He doesn’t like me from the get-go. Since entering the restaurant, with the bell at the left corner of the frame tinkling away, I have had this feeling. When I glance at the man, he is looking at me with an inexplicable rage, and a certain neurotic furor. When I lock eyes with him, my phone clutched in hand, rising by the second with my thumb paused over an unsent text (“Quick, should I get house special fried rice or chicken chow mein?”), he smooths his complexion into something apathetic and absent, pinched-together eyebrows sliding off his face like sweat, trickling down in black droplets. But I know it is there— that unsolicited animosity. I have seen it, and I am unlucky. The bell is still chiming. It chimes and my heart quakes and it is still chiming and chiming and I see it. I see it— he’s reaching behind the counter for a chef’s knife, freshly sharpened. The word “bolt” flashes across my mind’s eye, in black and red, and I repeat it to myself, my feet unmoving, my back sweating, my fingers cracking. I turn around and slam my hands against the door. Push, push, push. The sign says to pull. My fingers have left sweaty greasy prints on the glassy acrylic or the acrylic glass of the door, I do not know but I wonder how ominous it will be for the next customer to see. How left-behind fingerprints always mean that the person who left them is no longer around. I pull the doorknob, and it falls off in my hand, but I don’t let go. Out the door it is sunny and raining and thundering. So hot and so cold at the same time, and I am unlucky. All I did was come out for Chinese food, and I have been caught in something that I cannot understand. This is what happens to Asian kids who don’t cook their own Asian food at home. This is what happens to Asian American kids who “have a little too much American in them,” like my uncle often bemoans at the dinner table. This is what happens when you don’t eat your mother’s home cooked meals, and you look elsewhere, away from the love she has cooked up for you. You might as well have slapped the rice bowl out of her hands, how you have shamed her and your family and brought this onto yourself, this danger and this impending doom and all this evil that you deserve. On the sidewalk there is gum everywhere and they beseech me like slime, drag me down towards them like dirty little demons of the street. Tiny hands unseen to the naked human eye clamp onto my new chucks and seep into the stiff navy blue canvas. They do not let go. These gum demons want me and they want me now. But I am a hot item tonight, 75% off and so desirable to all the shoppers. I turn my head back towards the restaurant, and I see the man coming for me, chef’s knife in hand, so slow, so sure, so deliberate in his movements. To him I do not even have a discount. I am 100% off. Free to hunt. He follows me onto the street, and I beg the gum demons to let me go, I need to go, I need to go. Please let me go. The gum demons relent but take my right pinky and ring finger as offerings to appease their king until the next time. I do not know if there will be a next time, but I keep my mouth shut and I bolt, canvassed feet thudding across the grim sidewalk. I do not know where I am going. I am suddenly in an unfamiliar town, and I run but I do not run out of breath and for fault of human error, I still gasp as I run. Down the streets of this unfamiliar familiar unfamiliar place I run, the man so close behind me, knife in hand and never wavering, always pointed straight at me. If he were a sniper, he could have shot me by now and been done with it, steady as his hand was and unwavering in his determination. But he likes the chase. He likes my fear. And I hand it over like I would hand over my precious jewels to a robber because I know of nothing else, I do not know what to do besides fear him, fear this whole place, fear for what I have become and for what I have unknowingly done wrong, in this life and in the past and most likely in the future one too. The man’s face is grinning, frowning, crying— a one man Kabuki theater show as I run and run and run. In and out, and the people of this place fade and reappear. In one second people on the street are looking and shouting at me, in the next second the entire town is empty and I am running all alone with the man chasing me, then in another second the crowd is so thick I cannot see where my feet are taking me, there are elbows jabbing and hands shoving and I fear. I fear so heavily. Past a flower shop I run, but I skid and turn back to smell the plumeria bouquet. The flowers are so delicate and beautiful and fragile, and I pet their pretty colors, absorbing them into my fingertips. I swipe the lines across my cheeks like belated war paint halfway through a battle, and I run again. Even as I thud through the streets, I can hear the little slimy leechy gum demons teetering beneath the cement, I can hear their gnarly soft voices promising and threatening and I do not respond. I know the man is still chasing me. I have been running for so long it feels like I have been traveling for light years to Alpha Centauri, like I am amongst the cosmos looking for Vega and homebound for an alien civilization that loves me and welcomes me and wants me. Into a four-story garage I turn, my hand catching on the sharp stone corner, skin tearing quick and slow at the same time, and propel myself up the staircase. The man is so close behind me. Up each individual stair I go – up, and up, stumbling and gasping and my hands feeling blindly in front of me for something I cannot name. When I finally trip and fall, it is with astounding violence as I spill across one-third of the grimy staircase. My blood, too, spills across the staircase as the man finally puts to work the knife he has been gripping so patiently for so long. I think I have allowed him some relief, that perhaps he deserves. I think perhaps I deserve this too, to be chased, and to have fear instilled in me and to be hunted until I have nowhere to run. Cheek pressed into the metal of the stairs, my eyes follow the black blood trickling away from every yawning pore of my body, bones aching, and flesh creaking like a great beast tossing its weary head. My blood smells like blueberry yogurt. The Yoplait brand, not the generic kind, never the generic kind.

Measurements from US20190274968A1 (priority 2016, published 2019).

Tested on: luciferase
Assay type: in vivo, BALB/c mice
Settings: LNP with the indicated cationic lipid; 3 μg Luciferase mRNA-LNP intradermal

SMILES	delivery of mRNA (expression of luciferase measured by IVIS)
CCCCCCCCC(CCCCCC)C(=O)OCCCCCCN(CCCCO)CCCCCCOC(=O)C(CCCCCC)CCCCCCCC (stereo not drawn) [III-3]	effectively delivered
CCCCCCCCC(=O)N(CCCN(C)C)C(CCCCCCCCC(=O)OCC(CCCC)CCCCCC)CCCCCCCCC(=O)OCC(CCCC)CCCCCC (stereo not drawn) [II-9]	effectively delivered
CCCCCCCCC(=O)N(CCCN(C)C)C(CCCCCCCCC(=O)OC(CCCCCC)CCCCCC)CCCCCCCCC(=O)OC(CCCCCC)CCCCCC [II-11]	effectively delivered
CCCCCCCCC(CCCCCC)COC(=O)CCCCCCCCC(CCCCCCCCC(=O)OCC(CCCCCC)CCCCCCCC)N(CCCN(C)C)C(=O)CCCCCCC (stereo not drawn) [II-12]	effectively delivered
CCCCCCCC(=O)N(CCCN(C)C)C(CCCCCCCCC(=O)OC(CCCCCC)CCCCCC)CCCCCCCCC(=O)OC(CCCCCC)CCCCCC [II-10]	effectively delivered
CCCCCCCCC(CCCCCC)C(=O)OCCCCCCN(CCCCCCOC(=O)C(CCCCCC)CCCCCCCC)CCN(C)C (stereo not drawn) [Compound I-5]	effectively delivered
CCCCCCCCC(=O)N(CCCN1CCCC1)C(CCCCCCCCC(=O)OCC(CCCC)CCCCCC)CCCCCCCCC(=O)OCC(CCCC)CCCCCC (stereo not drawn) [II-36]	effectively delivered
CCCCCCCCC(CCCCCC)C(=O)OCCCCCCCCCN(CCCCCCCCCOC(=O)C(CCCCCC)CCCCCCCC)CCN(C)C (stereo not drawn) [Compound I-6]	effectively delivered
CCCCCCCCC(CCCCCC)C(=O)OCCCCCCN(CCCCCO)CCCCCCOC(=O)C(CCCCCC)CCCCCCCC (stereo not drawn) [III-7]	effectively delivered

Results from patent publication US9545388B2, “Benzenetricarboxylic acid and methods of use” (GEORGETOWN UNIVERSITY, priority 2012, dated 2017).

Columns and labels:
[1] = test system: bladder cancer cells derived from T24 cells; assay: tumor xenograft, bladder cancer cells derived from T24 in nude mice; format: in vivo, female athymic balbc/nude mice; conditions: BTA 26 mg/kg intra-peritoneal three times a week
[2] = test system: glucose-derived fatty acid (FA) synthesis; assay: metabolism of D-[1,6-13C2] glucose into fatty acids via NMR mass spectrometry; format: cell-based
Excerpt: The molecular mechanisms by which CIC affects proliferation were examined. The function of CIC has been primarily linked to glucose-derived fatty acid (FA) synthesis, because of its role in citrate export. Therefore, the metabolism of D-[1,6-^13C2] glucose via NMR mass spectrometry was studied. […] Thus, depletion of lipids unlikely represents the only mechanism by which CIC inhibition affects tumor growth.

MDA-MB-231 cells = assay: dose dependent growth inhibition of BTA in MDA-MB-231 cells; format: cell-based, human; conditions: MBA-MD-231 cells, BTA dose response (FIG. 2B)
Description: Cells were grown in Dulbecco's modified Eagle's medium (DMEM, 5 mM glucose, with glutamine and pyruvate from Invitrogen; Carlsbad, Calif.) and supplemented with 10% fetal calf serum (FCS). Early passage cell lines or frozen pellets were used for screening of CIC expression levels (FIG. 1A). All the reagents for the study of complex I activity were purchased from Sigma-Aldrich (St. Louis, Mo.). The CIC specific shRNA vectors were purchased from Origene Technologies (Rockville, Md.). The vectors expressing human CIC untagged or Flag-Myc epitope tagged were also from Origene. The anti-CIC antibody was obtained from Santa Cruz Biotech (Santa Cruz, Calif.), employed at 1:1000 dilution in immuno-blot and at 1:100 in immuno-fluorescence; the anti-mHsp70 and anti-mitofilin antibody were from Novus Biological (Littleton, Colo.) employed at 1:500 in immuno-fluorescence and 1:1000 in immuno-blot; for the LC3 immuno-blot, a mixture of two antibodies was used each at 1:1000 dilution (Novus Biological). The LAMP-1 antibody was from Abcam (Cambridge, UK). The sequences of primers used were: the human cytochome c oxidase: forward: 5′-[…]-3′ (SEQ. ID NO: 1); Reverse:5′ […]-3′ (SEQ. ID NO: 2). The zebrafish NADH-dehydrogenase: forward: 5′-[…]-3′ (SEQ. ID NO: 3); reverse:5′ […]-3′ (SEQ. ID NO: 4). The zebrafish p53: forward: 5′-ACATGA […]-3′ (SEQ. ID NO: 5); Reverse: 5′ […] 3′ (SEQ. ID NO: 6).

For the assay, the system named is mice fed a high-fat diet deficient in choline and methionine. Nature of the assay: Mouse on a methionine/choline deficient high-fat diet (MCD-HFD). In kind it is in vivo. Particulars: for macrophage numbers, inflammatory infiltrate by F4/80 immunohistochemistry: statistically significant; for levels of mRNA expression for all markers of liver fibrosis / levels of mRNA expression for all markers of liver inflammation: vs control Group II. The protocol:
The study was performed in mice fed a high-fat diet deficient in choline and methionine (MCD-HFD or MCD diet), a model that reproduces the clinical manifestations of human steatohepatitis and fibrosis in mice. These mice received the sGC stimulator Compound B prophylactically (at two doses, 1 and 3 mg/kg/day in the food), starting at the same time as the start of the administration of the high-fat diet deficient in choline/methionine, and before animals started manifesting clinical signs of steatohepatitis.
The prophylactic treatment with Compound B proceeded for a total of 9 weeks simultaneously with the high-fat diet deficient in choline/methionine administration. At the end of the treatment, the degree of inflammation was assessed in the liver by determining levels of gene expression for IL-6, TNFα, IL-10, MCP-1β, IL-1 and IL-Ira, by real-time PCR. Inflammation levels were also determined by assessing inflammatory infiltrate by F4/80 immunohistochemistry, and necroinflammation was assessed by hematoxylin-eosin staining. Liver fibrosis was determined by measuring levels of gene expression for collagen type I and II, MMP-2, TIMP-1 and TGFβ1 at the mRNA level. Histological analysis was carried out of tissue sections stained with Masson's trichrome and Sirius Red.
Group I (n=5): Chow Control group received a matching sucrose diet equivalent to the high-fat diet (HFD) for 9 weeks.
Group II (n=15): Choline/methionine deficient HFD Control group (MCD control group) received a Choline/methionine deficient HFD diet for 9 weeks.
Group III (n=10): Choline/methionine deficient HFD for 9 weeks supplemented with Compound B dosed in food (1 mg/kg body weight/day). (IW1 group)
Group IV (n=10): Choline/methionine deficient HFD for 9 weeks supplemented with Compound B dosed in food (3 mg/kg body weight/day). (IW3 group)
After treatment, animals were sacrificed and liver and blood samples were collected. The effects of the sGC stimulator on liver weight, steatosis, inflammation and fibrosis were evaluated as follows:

I open my eyes again to a cobbled ceiling, hobbled hopes dashed across each ridge, and I do not breathe. I wish I could close them again.


Damian Wang is a city boy who wears his heart on his sleeve and enjoys rainy days, hunting for boba, eating ramen, reading comics, doing JoJo poses, and inhaling the dusty aroma of old books. He has an 8-year-old cat named Miu Miu who likes to play feline editor by bodily key-smashing incoherent lines into his works. A lover of poetry, Damian currently majors in English at UCLA with a concentration in creative writing. As the son of a diplomat, Damian uses his extensive cultural experiences as the backdrop of his writing, while exploring themes of gender, race, and loss.